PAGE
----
Orbits of Indian Satellites | Remote Sensing and Geo-Stationary

Indian satellites are basically classified into 2 types
1. Geo-Stationary Satellites
2. Earth Observing Satellites

About Geo-Stationary Satellites

  • Also known as geostationary orbits, satellites in these orbits circle the Earth at the same rate as the Earth spins. The Earth actually takes 23 hours, 56 minutes, and 4.09 seconds to make one full revolution. So based on Kepler's Laws of Planetary Motion, this would put the satellite at approximately 35,790 km above the Earth. The satellites are located near the equator since at this latitude, there is a constant force of gravity from all directions. At other latitudes, the bulge at the center of the Earth would pull on the satellite.
  • Geosynchronous orbits allow the satellite to observe almost a full hemisphere of the Earth. These satellites are used to study large scale phenomenon such as hurricanes, or cyclones. These orbits are also used for telecommunication satellites. 
  • The disadvantages are since these satellites are very far away, they have poor resolution and have trouble monitoring activities near the poles.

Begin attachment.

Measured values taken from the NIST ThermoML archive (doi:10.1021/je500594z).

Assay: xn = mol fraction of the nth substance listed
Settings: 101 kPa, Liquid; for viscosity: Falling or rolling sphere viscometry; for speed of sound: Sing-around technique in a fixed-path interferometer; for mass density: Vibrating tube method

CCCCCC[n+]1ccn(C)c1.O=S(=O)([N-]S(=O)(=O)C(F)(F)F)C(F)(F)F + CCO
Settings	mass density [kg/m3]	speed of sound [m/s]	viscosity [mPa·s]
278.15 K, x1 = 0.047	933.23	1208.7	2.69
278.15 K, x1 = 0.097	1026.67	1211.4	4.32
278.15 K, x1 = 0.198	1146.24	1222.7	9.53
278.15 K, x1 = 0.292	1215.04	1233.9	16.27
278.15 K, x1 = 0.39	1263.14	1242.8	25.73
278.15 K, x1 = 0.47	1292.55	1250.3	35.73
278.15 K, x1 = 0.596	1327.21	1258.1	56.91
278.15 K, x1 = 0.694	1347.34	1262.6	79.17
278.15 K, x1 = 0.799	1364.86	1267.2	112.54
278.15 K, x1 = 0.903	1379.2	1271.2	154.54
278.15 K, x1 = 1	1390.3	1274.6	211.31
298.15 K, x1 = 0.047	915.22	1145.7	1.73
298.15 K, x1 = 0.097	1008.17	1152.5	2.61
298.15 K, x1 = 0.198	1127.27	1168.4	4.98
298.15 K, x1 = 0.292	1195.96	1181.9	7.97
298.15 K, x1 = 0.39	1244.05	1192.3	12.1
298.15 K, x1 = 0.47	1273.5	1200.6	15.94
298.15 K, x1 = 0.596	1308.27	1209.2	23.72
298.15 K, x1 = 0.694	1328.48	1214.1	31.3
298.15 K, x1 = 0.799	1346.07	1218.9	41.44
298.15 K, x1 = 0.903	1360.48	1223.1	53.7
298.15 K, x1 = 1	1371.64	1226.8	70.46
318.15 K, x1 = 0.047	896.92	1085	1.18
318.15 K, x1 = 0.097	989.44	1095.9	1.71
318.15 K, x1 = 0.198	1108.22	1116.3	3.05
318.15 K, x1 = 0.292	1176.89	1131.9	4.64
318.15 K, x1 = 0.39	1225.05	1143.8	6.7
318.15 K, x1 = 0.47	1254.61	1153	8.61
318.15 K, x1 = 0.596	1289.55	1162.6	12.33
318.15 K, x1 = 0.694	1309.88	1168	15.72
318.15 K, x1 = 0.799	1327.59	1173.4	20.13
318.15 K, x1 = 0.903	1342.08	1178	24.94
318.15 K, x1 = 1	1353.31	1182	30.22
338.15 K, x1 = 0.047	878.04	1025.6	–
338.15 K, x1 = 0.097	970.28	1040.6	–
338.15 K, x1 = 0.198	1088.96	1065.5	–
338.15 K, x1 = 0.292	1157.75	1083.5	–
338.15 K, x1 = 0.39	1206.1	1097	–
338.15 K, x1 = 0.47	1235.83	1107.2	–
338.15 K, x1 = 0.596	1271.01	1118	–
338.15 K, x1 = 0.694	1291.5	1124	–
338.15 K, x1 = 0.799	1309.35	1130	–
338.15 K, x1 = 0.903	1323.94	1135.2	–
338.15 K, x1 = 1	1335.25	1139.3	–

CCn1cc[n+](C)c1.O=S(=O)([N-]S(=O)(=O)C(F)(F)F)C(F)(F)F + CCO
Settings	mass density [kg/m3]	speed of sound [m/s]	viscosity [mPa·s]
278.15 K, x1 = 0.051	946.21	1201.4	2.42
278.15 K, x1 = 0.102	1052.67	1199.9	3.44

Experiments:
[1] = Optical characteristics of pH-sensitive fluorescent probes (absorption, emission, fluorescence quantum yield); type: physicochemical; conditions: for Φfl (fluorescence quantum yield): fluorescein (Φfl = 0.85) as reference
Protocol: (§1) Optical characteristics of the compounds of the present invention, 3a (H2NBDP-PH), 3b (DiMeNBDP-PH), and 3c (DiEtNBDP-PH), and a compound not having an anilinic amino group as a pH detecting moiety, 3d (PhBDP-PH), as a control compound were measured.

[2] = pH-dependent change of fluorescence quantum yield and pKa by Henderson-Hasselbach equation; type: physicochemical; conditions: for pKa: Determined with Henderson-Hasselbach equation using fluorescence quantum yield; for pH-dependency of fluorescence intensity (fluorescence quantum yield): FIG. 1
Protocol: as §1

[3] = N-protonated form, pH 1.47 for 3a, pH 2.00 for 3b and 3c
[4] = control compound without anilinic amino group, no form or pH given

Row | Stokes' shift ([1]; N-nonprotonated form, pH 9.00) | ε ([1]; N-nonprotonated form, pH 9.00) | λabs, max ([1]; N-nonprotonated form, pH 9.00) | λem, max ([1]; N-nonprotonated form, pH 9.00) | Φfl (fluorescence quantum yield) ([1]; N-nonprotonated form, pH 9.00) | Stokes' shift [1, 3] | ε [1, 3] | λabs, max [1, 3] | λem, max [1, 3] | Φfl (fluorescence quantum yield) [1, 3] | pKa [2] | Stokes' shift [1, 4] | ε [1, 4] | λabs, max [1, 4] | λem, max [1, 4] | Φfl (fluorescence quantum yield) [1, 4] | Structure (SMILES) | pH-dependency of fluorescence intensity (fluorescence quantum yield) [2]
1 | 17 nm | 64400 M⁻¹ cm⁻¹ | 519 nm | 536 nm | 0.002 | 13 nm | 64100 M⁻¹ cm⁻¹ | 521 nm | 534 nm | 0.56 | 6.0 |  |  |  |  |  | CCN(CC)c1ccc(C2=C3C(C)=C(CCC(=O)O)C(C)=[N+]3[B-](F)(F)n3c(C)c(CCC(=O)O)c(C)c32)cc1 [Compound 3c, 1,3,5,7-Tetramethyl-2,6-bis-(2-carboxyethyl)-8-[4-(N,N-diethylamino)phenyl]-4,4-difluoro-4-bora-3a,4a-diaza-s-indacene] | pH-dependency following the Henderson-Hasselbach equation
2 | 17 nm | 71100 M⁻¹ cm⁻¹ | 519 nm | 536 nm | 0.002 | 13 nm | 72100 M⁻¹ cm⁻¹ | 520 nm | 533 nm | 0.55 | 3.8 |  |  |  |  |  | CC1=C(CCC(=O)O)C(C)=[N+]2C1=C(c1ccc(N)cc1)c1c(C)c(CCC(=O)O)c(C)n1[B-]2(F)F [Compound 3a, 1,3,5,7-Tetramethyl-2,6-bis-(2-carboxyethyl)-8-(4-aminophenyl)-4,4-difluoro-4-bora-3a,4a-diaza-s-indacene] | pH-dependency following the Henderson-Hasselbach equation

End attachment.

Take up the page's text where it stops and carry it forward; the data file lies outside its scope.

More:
• The orbital radius required for a geostationary orbit is 42,300km. Since the radius of the Earth is 6378 km the height of the geostationary orbit above the Earth's surface is 35,790 km. 
  • Examples - GSAT-12,GSAT-8.

About Earth Observing Satellites
  • Indian Earth Observing Satellites, known as Indian Remote Sensing Satellites,use Polar Sun Synchronous Orbits.
  • These satellites orbit at an altitude between 650 to 800 km.
  • Normally the number of Orbits per day is 14 with a repetivity of 24 days.
  • The polar orbit remains fixed in space as Earth rotates inside the orbit. As a result, much of Earth passes under a satellite in a polar orbit. Because polar orbits achieve excellent coverage of the planet, they are often used for satellites that do mapping and photography. 
  • Examples - Resoursesat-2,Resoursesat-1.